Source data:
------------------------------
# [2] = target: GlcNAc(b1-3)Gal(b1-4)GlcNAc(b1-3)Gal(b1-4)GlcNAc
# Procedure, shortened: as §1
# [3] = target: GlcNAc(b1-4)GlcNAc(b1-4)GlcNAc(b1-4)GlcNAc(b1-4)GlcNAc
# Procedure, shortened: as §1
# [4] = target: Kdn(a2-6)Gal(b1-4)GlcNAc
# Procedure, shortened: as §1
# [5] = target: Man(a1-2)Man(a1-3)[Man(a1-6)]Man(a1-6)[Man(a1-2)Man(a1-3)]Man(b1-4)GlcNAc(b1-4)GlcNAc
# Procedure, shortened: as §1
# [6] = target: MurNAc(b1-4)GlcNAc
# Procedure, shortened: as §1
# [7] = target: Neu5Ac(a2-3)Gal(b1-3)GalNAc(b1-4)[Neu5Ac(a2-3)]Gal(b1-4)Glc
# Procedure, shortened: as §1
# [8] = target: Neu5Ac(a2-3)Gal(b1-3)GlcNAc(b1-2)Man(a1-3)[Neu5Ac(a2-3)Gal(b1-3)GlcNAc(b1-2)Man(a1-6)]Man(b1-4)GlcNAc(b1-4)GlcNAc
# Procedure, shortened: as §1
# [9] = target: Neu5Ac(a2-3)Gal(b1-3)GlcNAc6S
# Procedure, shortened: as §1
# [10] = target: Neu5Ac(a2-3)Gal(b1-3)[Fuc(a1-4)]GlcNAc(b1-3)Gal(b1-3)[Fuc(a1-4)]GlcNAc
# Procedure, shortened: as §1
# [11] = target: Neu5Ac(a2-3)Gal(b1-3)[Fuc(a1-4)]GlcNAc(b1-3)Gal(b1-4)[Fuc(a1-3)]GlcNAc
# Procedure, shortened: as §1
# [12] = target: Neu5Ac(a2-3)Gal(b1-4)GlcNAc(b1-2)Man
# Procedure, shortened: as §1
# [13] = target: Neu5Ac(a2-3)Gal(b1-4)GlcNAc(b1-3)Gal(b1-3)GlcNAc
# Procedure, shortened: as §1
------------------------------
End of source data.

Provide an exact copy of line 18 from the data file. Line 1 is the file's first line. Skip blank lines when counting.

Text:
# Procedure, shortened: as §1